China continued to exert quiet but sustained pressures on India on the South China Sea issue. Beijing wants New Delhi to endorse its position on UN the International Tribunal award on the South China Sea under the United Nations Convention on Laws of the Sea (UNCLOS).
The Philippines took the issue to the Tribunal over China claiming sea area perceived by Manila as its own. The Tribal verdict went against China. Beijing had declaimed to contest the Philippines at the Tribunal on the grounds that the Tribunal had no jurisdiction. China claims nearly 90 percent of the South China Sea on “historical” evidence which non-Chinese experts believe have no grounds to stand on. The sea is claimed variously by Vietnam, the Philippines, Malaysia and Brunei. Taiwan’s claim is similar to that of China. On territorial issues, Taiwan and China are in congruence as both sides envisage an eventual unification. China reserves the right to use force to unify Taiwan, which it claims is a renegade province of China. In Taiwan the opinion is divided though a significant number prefer a status quo. Nevertheless, with the return of the DPP government in Taiwan under President Tsai Ing- Wen Beijing smells some moves towards independence.
Chinese Foreign Minister Wang Yi is scheduled to visit India this week. The main focus of the visit in the G-20 (20 most powerful economies in the world) summit to be held in Hangzhou, China, in September. China expects the South China Sea issue, especially the Tribunal award may come up. The G-20 does not include countries like Laos, Cambodia and Pakistan, most vocal supporters of China. India will be represented, and Beijing wants New Delhi by its side.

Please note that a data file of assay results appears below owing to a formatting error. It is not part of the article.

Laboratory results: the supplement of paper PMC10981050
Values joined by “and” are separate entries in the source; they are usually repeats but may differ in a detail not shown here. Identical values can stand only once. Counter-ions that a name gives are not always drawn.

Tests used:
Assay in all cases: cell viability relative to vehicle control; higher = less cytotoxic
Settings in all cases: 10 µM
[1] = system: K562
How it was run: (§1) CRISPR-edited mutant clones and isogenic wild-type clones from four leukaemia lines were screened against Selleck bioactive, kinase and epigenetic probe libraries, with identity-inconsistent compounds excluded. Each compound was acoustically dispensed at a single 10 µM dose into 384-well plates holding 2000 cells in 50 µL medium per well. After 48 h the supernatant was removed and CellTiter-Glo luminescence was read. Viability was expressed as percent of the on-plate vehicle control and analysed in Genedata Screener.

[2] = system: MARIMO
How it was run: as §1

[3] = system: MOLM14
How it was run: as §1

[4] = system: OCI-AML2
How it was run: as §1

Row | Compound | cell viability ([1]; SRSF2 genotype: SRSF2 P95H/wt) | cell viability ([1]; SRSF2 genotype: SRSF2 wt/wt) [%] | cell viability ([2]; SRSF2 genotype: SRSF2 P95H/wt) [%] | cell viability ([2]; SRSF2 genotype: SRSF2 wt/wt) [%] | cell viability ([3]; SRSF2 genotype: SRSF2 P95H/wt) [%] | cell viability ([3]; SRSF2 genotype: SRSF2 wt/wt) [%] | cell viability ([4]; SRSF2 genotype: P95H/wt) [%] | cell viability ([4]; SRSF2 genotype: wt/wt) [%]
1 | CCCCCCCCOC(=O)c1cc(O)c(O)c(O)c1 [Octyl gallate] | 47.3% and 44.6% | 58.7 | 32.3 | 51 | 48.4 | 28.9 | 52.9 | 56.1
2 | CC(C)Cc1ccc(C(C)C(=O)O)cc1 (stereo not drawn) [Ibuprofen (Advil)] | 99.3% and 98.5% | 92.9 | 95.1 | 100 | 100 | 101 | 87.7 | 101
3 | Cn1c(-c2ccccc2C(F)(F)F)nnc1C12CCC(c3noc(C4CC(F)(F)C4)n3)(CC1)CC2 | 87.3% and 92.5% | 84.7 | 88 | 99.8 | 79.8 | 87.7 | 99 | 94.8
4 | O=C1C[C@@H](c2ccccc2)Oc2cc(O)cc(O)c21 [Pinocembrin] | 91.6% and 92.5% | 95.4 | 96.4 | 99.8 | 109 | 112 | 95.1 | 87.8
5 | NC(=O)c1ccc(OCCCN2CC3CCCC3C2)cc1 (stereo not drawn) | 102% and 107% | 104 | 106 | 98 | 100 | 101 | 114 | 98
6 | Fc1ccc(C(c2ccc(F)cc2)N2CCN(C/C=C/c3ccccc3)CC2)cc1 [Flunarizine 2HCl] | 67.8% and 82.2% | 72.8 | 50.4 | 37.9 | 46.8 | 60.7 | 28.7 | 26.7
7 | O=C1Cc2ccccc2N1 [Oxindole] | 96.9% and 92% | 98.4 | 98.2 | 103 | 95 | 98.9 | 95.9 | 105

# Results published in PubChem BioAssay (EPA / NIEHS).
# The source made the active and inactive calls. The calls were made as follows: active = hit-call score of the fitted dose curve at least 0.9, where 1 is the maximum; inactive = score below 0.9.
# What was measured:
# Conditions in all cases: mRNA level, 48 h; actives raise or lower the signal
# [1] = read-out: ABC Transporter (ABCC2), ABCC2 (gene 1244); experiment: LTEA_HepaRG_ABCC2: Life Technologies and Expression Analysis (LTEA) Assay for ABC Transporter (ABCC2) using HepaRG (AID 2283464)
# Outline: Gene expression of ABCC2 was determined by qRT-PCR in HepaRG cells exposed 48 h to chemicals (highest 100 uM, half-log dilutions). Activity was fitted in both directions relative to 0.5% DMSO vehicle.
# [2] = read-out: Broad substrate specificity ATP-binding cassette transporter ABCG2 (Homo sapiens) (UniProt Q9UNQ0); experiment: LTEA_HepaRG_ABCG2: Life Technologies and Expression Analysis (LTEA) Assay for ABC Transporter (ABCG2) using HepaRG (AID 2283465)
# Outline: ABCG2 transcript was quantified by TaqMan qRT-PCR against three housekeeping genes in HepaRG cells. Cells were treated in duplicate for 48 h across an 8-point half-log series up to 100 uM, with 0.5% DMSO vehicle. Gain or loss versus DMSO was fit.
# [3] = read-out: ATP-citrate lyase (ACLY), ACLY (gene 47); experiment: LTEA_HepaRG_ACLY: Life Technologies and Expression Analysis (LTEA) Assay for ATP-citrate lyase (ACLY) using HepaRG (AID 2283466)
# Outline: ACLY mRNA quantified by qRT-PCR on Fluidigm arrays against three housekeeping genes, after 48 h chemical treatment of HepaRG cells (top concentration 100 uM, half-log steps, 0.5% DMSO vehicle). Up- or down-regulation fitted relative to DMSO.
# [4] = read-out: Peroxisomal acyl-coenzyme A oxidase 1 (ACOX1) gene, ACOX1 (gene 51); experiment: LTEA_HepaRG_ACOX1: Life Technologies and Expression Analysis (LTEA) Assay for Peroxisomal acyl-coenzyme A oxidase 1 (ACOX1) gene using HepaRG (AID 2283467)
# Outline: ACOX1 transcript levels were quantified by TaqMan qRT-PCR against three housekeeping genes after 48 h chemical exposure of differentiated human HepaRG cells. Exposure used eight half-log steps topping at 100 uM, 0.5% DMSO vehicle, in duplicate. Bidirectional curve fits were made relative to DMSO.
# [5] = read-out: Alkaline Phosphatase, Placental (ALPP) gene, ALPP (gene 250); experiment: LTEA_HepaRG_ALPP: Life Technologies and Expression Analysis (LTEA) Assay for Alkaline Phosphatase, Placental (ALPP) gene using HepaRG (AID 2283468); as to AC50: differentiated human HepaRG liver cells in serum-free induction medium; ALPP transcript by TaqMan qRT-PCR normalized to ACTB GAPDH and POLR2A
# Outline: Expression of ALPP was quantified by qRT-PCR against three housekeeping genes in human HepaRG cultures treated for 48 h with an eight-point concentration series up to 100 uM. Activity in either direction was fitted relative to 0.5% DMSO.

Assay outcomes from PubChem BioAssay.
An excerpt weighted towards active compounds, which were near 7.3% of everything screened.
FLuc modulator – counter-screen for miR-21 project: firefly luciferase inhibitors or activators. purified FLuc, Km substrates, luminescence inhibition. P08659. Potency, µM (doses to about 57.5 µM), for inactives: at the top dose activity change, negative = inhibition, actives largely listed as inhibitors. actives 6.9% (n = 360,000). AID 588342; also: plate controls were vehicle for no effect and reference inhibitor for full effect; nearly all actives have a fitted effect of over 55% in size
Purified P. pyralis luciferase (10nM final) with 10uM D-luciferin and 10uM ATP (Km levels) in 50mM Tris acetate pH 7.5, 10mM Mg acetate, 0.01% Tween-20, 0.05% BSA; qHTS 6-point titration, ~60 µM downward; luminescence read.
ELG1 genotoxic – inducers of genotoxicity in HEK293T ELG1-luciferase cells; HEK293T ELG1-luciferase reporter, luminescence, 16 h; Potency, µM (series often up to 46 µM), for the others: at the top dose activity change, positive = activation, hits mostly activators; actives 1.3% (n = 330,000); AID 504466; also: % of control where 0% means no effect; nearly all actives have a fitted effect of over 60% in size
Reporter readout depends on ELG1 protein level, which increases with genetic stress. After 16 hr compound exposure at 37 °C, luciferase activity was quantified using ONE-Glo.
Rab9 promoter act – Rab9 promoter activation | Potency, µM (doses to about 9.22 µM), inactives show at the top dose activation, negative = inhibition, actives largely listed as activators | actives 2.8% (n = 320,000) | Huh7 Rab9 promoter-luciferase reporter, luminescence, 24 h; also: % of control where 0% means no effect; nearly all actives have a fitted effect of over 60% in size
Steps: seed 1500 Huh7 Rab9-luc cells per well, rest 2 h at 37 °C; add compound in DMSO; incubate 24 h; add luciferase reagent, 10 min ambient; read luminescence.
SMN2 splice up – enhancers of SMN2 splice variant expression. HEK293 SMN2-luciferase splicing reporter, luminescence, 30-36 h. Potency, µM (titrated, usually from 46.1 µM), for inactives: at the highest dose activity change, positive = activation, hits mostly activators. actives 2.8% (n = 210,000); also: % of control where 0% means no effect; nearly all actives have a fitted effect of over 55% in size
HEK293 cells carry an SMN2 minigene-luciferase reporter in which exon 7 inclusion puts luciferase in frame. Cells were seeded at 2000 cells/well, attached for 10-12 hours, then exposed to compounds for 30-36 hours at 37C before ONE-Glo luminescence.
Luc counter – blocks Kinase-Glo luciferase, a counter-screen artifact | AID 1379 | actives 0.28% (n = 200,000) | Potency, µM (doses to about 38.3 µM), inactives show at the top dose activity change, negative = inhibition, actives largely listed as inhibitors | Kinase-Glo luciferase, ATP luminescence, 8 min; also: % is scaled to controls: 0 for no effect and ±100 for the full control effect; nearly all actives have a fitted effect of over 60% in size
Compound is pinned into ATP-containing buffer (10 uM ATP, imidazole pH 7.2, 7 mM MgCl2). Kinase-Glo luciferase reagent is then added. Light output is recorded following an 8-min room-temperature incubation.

On August 9, Chinese Foreign Ministry spokesperson Sua Chunying announcing Wang Yi’s visit, said he will “communicate with the Indian side about how to carry forward consensus between the two leaders and enhance mutually beneficial cooperation in different field in a bid to make sure that the relationship will keep growing as planned.
Hua went on to say “China and India have identical strategic goals and their common interests for outweigh their differences, she went on to mention Chinese President Xi Jinping’s visit to India in 2014 and Indian Prime Minister Narendra Modi’s visit to China in 2015. The hard-line Chinese official newspaper, the Global Times warned India should avoid “unnecessary entanglement” in the South China Sea dispute and expressed as “puzzling” India’s interest in this issue. In its usual tenor the newspaper warned India of “risks” and “unnecessary side effects” if India took a different position from China on this issue.
Since the Hague International Tribunal’s award, which is binding on UNCLOS signatories (and China is one of them), the Chinese have been warning and threatening India in various ways.
In April this year the Chinese charge D’Affaires in New Delhi which trying to explain Chinese rights in the South China Sea remarked that in future someone may dispute the ownership of the Andaman and Nicobar Islands.
Very veiled threats are also coming from the Chinese official media and think tanks that if India does not fall in line it will lose in economic terms. Chinese markets will not open up to Indian business and Chinese investments will not come to India. Carrots are also thrown in along with warmings.